[WATCH] Will vaccinating teenagers improve SA vaccination numbers?

“Our primary objective remains to get the people who are the most likely to end up in hospital or die of COVID vaccinated first,” Crisp says. “Part of the balancing act at the moment is when to boost the vaccinations of those who have already been vaccinated, particularly healthcare workers who have been vaccinated since February 17th [as part of the Sisonke implementation study, which used the Johnson & Johnson COVID jab, and also in the national roll-out with Pfizer’s vaccine].”  

Studies have increasingly shown that the immunity that some COVID vaccines induce wanes after six to eight months and that a third booster dose about eight months after the second dose boosts a vaccinated person’s immunity. 

Countries such as Israel, China, Russia, the United States, Germany and France all either already offer booster shots or plan to do so in September. In August, the US medicines regulator, the Food and Drug Administration (FDA), approved the use of booster shots of Pfizer and Moderna’s vaccines in immunocompromised people such as organ transplant recipients. The country, however, plans to offer everyone who received a two-dose Pfizer or Moderna vaccine a third shot from late September, eight months after they had received their second dose. The US government’s Centres for Disease Control (CDC) says people who had received a one-dose Johnson & Johnson (J&J) jab are also likely to require a booster dose, but it is waiting for more data before making a decision.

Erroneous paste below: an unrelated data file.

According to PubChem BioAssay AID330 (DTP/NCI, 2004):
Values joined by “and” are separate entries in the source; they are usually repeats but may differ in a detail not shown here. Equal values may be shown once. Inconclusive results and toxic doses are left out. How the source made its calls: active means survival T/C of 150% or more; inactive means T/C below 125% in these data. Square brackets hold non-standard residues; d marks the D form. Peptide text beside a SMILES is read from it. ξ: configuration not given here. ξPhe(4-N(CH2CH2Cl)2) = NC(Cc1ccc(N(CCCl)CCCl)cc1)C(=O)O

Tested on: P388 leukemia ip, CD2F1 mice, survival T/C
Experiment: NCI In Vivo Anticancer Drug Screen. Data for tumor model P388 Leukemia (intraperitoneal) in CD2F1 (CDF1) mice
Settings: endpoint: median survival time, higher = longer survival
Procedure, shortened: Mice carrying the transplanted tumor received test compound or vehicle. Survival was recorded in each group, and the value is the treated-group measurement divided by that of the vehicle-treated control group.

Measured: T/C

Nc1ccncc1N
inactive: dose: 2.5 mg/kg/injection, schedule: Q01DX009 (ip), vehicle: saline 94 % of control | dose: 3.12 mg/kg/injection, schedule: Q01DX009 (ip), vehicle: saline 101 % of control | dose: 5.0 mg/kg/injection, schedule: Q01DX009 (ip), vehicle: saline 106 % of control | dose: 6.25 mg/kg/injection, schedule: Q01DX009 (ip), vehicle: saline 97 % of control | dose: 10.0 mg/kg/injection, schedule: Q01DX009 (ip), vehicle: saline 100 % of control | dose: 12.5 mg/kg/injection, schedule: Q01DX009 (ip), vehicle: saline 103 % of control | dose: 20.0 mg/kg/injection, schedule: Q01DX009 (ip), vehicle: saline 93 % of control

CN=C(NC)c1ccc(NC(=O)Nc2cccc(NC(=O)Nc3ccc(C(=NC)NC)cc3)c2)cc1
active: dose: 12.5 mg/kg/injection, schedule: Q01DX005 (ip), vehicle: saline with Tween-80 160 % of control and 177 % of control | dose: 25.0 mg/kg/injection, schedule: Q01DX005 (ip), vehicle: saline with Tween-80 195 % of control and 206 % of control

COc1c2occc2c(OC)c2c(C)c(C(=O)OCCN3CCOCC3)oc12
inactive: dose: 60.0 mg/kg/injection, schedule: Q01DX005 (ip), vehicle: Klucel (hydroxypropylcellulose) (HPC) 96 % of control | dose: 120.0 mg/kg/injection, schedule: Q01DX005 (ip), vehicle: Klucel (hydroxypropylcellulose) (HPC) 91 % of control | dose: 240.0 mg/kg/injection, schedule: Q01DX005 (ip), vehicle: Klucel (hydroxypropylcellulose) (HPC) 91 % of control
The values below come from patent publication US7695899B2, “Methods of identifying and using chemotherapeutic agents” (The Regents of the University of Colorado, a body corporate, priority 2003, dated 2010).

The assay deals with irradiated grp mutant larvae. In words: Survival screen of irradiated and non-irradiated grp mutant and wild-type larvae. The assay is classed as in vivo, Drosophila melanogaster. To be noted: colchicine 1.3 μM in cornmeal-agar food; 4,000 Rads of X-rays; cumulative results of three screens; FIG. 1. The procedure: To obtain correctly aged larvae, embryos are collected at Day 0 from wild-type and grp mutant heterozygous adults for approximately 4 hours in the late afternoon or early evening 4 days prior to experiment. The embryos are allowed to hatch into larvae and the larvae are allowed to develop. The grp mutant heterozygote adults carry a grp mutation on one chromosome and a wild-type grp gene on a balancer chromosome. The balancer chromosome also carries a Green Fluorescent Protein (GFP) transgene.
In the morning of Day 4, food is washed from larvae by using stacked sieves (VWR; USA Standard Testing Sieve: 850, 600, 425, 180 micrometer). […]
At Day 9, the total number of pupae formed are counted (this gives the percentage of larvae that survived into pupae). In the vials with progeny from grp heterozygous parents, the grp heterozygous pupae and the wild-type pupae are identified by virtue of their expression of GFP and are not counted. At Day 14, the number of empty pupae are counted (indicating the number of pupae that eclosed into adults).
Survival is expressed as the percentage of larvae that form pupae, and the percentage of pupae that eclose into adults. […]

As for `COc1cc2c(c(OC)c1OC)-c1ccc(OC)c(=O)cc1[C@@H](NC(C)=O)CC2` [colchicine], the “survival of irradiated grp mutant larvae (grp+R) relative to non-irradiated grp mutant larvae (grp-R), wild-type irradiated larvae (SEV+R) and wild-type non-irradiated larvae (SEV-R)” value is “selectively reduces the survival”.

Booster doses are, however, not South Africa’s main concern right now. Rather, we need to first get as many older people, who are more vulnerable to falling seriously ill with COVID, jabbed, before vaccinations start for younger people, who are less likely to end up in hospital or to die of COVID.